You can opt for three larger rooms if you're willing to skip the kitchen and bathroom.Allwood/Amazon

The construction process might not be a great idea for someone who’s never picked up a hammer, but you don’t need an architectural degree to tackle it. Step-by-step instructions and all materials are included, so it’s a little like a high-level IKEA project. According to the Amazon listing, it takes two adults about a week to complete. Since the Nordic wood walls are reinforced with steel rods, the house can withstand winds up to 120 mph, and you can pay an extra $1000 to upgrade from double-glass windows and doors to triple-glass for added fortification.

Sadly, the cool ceiling lamp is not included.Allwood/Amazon

Though everything you need for the shell of the house comes in the kit, you will need to purchase whatever goes inside it: toilet, shower, sink, stove, insulation, and all other furnishings. You can also customize the blueprint to fit your own plans for the space; maybe, for example, you’re going to use the house as a small event venue, and you’d rather have two or three large, airy rooms and no kitchen or bedroom.

Intrigued? Find out more here.

[h/t Simplemost]

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Florence’s Plague-Era Wine Windows Are Back in Business

A wine window in Florence's Via Santo Spirito.
A wine window in Florence's Via Santo Spirito.

Many bars and restaurants have started selling takeout cocktails and other alcoholic beverages to stay in business—and keep customers safe—during the coronavirus pandemic. Meanwhile, 17th-century Florentines are surely applauding from their front-row seats in the afterlife.

As Insider reports, a number of buildings in Florence had been constructed with small “wine windows,” or buchette del vino, through which vendors sold wine directly to less affluent customers. When the city suffered an outbreak of plague in the 1630s, business owners recognized the value of these windows as a way to serve people without spreading germs. They even exchanged money on a metal tray that was sanitized with vinegar.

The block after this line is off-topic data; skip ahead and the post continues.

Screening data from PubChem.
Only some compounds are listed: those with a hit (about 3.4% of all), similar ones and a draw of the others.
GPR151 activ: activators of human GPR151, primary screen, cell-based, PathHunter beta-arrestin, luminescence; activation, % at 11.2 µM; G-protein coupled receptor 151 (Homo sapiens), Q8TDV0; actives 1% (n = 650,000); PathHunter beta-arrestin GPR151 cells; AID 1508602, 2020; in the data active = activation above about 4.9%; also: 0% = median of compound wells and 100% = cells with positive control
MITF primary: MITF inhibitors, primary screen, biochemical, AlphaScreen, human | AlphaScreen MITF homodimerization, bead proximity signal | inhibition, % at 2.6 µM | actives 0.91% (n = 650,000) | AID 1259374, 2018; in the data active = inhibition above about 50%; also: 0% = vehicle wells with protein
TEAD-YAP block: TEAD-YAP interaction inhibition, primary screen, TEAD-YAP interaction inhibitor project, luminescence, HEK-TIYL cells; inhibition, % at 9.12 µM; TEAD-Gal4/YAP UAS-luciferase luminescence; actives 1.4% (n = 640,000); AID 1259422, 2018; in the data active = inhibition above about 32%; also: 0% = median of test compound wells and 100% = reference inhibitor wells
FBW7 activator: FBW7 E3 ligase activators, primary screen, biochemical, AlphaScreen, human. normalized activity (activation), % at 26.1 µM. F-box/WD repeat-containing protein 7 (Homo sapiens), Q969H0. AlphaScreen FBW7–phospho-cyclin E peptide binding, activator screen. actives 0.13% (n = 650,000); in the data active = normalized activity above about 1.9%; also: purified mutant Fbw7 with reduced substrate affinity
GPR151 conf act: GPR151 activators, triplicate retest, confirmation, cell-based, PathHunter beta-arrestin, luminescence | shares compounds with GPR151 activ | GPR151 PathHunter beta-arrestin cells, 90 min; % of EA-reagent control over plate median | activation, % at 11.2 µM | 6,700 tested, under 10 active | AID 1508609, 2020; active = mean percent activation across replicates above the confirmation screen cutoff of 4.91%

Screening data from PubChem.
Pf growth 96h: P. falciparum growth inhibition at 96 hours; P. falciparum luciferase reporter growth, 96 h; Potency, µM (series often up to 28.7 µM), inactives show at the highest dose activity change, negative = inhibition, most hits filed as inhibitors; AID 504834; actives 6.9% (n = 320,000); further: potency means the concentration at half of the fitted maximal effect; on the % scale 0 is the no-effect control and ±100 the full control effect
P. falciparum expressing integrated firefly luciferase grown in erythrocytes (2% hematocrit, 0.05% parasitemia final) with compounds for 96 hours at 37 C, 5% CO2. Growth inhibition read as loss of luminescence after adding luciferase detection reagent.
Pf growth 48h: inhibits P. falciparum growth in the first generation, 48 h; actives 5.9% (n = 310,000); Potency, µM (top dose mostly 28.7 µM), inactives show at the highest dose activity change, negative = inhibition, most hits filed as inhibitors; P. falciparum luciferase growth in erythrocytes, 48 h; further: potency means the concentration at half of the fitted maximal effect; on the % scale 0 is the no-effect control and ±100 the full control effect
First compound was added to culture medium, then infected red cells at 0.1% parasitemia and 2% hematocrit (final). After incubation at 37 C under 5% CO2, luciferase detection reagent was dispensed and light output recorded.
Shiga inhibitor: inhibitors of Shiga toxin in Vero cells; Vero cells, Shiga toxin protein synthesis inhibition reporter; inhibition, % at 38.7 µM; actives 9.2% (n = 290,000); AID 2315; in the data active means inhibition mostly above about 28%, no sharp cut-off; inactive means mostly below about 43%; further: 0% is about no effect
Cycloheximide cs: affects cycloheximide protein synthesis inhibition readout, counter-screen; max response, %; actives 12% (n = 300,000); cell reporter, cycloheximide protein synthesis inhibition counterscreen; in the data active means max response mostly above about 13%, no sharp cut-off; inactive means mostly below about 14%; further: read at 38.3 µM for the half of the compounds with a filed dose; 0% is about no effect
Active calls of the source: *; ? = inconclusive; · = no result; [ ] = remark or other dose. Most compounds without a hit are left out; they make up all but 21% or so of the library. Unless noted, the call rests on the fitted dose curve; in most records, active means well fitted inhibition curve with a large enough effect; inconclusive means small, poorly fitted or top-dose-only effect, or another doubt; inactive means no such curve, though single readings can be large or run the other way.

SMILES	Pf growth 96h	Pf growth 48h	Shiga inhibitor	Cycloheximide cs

Wine not?sailko, Wikimedia Commons // CC BY-SA 3.0

Things eventually went back to normal, and the windows slowly fell out of fashion altogether as commerce laws evolved. This year, however, they’ve made a comeback. According to Food & Wine, there are currently at least four in operation around Florence. Osteria delle Brache in Piazza Peruzzi is using its window to deliver wine and cocktails, for example, and the Vivoli ice cream shop, a go-to dessert spot since 1929, is handing out sweet scoops and coffee through its formerly dormant aperture.

Apart from the recent resurgence of interest, the wine windows often go unnoticed by tourists drawn to the grandeur of attractions like the Uffizi Gallery and the Florence Cathedral. So in 2015, locals Matteo Faglia, Diletta Corsini, and Mary Christine Forrest established the Wine Window Association to generate some buzz. In addition to researching the history of the windows, they also keep a running list of all the ones they know of. Florence has roughly 150, and there are another 100 or so in other parts of Tuscany.

They’re hoping to affix a plaque near each window to promote their stories and discourage people from defacing them. And if you want to support their work, you can even become a member of the organization for €25 (about $29).

[h/t Insider]